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Kerry Estes goes from 'rookie' to 'veteran' Milk Man

The Estes farm in Shelby County is made up of mom, dad, four kids and about 150 dairy cows.

FOUNTAINTOWN, Ind. — As the sun rises over Shelby County, so does the Estes family at their dairy farm just south of New Palestine.

The farm is home to mom and dad, four kids, and about 150 dairy cows.

"Being a team here, working together," said high schooler Kylee Estes, "that is what this is all based around."

Estes Farm and Dairy also cares for about 100 calves.

"We mix the grain day and night, so they have fresh grain," said youngest sibling Jason Estes. "We put it in the feeders, so they can have access to it day and night."

The calf barn is Jason's favorite spot on the farm, he says.

"They are so high energy," said Jason. "They're always just go, go, go."

Leading the farm is father and co-founder Kerry Estes. This year, Kerry is also known as the 2023 Veteran Milk Man at the Indianapolis 500, representing the American Dairy Association.

"He works so hard on our operation pretty well unseen," said Kerry's wife, Christiana Estes, "and here he gets to be showcase at the Indy 500 as the Milk Man. I am so excited for him."

"It is such an honor," said Kerry. "It really is."

Kerry, however, is no stranger in Victory Circle. In 2022, he served as the Rookie Milk Man, delivering a bottle of milk to the winning team owner and chief mechanic.

"This year, it's a little easier," said Kerry. "It's like, 'find the guy standing in the car with the wreath around his neck. Give him the milk.'"

The milk making its way to Victory Circle starts at Estes Farm and Dairy, where the oldest child, Damon Estes, now works.

"I'm going to be letting all these cows up to the parlor for milking time," said Damon. "They get so excited. We don't have to remind them that it's time for milking. They know."

Inside the parlor is where the Estes family takes turns milking the cows.

"Twice a day, every day," said Christiana.

The flow on the parlor floor is more like a dance, rivaling even the best crews on pit row.

"We race down here to get our jobs done," said Christiana.

It all started in 1999, when Kerry and Christiana bought the farm in Fountaintown.

"This was my vision," said Kerry. "This is what I just dreamed of."

Kerry says it was a dream to watch his family grow and learn together.

"The reason we're here is because my parents wanted to spend time with us," said daughter, Laura Estes, "and wanted to get to know us in that really special way. Every time we are here, it's just a little reminder of, 'Wow, we are so loved. We are so cared for,' and that's been really neat."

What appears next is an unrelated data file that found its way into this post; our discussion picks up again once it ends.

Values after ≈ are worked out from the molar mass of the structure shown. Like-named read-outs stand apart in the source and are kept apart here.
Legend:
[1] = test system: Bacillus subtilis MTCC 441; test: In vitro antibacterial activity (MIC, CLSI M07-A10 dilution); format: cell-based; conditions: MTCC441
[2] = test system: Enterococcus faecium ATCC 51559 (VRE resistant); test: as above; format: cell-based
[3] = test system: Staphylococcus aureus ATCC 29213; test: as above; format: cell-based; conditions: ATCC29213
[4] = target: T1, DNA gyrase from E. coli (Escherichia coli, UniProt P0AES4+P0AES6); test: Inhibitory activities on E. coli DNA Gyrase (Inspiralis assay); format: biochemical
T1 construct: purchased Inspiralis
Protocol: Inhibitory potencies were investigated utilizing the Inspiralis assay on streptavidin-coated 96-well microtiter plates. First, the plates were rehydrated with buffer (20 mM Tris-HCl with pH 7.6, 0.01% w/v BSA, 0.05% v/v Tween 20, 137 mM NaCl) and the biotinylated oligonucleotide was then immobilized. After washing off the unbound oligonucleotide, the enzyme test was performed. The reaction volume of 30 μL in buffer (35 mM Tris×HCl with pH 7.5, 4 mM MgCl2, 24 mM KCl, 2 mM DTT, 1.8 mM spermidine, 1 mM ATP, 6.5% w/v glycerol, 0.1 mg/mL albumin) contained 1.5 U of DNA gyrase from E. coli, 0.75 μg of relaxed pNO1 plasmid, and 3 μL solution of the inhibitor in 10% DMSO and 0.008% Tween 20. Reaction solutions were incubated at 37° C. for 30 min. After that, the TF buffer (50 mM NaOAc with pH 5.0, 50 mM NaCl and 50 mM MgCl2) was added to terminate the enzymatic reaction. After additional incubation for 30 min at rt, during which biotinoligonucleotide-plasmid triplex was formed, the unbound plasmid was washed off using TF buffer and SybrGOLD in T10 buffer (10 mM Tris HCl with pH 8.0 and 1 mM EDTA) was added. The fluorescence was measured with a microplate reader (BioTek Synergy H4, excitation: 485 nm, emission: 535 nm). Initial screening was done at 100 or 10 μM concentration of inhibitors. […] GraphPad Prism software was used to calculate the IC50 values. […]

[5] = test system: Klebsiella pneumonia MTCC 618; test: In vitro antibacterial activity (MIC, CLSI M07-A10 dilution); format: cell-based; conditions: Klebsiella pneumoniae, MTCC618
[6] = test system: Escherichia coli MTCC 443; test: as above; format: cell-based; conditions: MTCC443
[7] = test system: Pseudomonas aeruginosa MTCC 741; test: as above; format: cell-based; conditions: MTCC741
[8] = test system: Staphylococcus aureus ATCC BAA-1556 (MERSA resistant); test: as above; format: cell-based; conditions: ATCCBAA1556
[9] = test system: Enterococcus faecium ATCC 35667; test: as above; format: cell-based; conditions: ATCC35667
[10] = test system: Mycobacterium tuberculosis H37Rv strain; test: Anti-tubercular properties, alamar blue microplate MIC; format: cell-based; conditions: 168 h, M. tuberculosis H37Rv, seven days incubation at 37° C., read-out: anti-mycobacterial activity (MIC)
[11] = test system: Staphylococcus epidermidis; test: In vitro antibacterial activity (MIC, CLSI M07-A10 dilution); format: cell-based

"It is one of the greatest joys of my life," said Christiana. "It really is."

"Here, we get to work with each other every single day," said Kylee. "It really teaches you hard work and responsibility."

The Estes kids range in age from 15 to 21 years old, but Kerry says even when the day starts before the sun comes up, the kids don't complain.

"Our day is crazy," said Kerry. "We get here early in the morning, and we start as a family."

"The amount of care, time, purpose and intention that it takes to run a farm is something that people overlook," said Laura. "We genuinely care about our animals, and I think that's something that people just don't think about."

Kerry says he knows, as the Veteran Milk Man, he represents all dairy farmers, near and far.

"It just blows my mind that I get to do something like this," said Kerry. "I understand I am just a small piece in a long line of history, but it's an important piece."

 "Oh, so proud," said Laura. "It is so cool getting to see him in the spotlight, especially because he was the brains of this operation and set it all up. So it's really neat that he gets that moment to get honored and celebrated."

"It's really cool to be representing all of the dairy farms in Indiana," said Jason. "Not just in Indiana, but the whole country."

The Estes family says they are thankful for a decades-old decision over in the Racing Capital of the World.

"Milk is going to be the tradition," said Kerry.

"It's really neat," said Laura, "where milk and dairy farmers are put in the spotlight. It's really touching."

On Sunday, the ice-cold tradition continues in Victory Circle.

"When that milk is running down the inside of their suit," said Kerry, "we want them to feel it."

That's because, in Indiana, winners drink milk.

"I love the farm," said Kerry. "I love the cows, but I love the family 10-times more than all those."

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